Chevron CEO John Watson is planning to step down, with an official announcement coming within the next month. To ensure an orderly transition, he will likely remain at the California-based oil giant until his successor is approved by the company’s board, according to The Wall Street Journal. Company stock rose roughly 0.5 percent as a result of the news.
Watson joined Chevron as a financial analyst in 1980, and has been CEO and board chairman of the world’s second largest oil company since 2010. The 60-year-old is leaving before the company’s mandatory retirement age of 65 to make room for younger leaders, and according to Journal sources Watson’s decision was not a surprise to the board.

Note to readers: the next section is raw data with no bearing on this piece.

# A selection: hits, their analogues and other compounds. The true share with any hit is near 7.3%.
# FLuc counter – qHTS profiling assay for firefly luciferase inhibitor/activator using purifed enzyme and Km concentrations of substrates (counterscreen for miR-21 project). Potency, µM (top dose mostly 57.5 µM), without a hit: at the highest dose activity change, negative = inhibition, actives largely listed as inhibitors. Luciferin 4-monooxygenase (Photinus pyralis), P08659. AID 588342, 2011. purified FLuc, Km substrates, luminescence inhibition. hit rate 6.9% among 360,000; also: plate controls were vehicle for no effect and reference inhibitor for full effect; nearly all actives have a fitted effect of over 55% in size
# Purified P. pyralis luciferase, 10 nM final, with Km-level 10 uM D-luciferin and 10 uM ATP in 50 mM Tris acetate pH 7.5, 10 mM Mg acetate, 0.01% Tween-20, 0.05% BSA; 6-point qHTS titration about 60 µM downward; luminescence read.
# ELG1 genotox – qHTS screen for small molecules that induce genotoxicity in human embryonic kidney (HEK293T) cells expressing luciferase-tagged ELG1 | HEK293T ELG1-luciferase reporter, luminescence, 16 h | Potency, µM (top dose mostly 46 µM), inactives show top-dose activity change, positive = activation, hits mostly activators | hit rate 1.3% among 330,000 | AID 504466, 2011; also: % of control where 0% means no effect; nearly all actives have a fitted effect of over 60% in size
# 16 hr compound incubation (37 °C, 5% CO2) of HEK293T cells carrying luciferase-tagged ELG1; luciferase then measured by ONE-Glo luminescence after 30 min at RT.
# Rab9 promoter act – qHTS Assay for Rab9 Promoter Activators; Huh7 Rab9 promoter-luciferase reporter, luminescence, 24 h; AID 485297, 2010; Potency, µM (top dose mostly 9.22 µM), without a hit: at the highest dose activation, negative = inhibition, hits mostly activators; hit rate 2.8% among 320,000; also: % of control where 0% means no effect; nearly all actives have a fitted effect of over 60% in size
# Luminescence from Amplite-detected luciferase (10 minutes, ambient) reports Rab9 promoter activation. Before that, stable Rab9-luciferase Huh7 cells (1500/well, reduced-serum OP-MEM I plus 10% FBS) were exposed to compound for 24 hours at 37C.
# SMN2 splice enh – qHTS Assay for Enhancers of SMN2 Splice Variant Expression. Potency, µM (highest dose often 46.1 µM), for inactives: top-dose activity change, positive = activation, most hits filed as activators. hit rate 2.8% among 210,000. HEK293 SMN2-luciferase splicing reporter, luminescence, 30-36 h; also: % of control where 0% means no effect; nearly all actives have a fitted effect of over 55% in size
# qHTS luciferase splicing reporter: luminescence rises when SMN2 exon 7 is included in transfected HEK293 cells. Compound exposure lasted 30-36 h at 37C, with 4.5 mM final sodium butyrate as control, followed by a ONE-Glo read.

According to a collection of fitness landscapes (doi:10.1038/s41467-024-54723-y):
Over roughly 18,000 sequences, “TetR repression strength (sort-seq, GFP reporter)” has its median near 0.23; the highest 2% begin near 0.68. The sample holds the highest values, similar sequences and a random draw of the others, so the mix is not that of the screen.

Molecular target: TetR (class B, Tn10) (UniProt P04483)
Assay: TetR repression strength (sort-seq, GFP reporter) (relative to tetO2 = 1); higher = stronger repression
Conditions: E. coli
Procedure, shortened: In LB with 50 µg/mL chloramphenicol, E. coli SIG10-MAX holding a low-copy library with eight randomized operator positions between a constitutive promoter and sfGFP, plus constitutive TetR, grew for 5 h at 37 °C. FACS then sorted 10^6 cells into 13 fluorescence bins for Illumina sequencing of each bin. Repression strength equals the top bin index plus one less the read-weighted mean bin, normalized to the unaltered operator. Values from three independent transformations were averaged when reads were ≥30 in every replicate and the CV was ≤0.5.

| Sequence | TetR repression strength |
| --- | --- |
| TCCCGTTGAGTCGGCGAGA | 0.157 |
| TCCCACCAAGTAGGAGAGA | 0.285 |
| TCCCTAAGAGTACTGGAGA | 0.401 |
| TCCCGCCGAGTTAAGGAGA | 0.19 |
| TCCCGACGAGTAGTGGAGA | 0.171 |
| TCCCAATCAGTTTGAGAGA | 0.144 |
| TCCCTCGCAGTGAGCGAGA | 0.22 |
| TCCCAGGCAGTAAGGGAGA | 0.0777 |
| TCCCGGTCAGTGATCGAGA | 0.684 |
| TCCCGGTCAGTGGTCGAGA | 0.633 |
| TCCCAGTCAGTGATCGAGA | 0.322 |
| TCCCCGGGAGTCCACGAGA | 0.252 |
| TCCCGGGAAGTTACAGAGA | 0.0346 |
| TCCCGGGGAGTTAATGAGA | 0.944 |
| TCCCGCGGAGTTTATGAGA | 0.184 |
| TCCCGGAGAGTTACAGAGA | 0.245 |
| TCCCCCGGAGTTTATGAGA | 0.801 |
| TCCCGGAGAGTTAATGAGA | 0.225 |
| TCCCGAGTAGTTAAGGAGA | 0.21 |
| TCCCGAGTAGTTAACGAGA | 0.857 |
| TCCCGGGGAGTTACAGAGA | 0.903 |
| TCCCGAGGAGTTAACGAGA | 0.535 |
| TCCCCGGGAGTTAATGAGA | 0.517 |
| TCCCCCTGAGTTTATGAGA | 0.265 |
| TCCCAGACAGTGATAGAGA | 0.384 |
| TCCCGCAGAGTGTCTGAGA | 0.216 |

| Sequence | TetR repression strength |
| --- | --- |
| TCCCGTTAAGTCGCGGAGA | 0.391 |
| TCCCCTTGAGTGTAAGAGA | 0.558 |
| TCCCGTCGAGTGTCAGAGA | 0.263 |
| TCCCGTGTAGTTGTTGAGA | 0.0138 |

Chevron’s shareholder returns increased more than 80 percent with Watson at the helm—it reported $1.5 billion in earnings for the last quarter. The company also quit processing crude oil in western Europe and expanded demand centers in Asia and Latin America.
But thanks to rising oil prices, Watson’s tenure had some costly missteps—two failed gas export projects in Australia cost Chevron and its partners almost $90 billion last year.
Watson also courted controversy with his stance on climate change—he believed it would be a good thing for Chevron, spurring more of the planet to use natural gas. He also opposed carbon taxes.
The leading candidate to succeed Watson is Chevron vice chairman Michael Wirth, a 56-year-old refining specialist who’s been with the company since 1982. Board members reportedly want Wirth to cut costs and streamline operations at Chevron’s large processing plants.
Chevron is staying tight-lipped about Watson’s future—a company spokesperson told the Observer that “we do not comment on rumor or speculation.”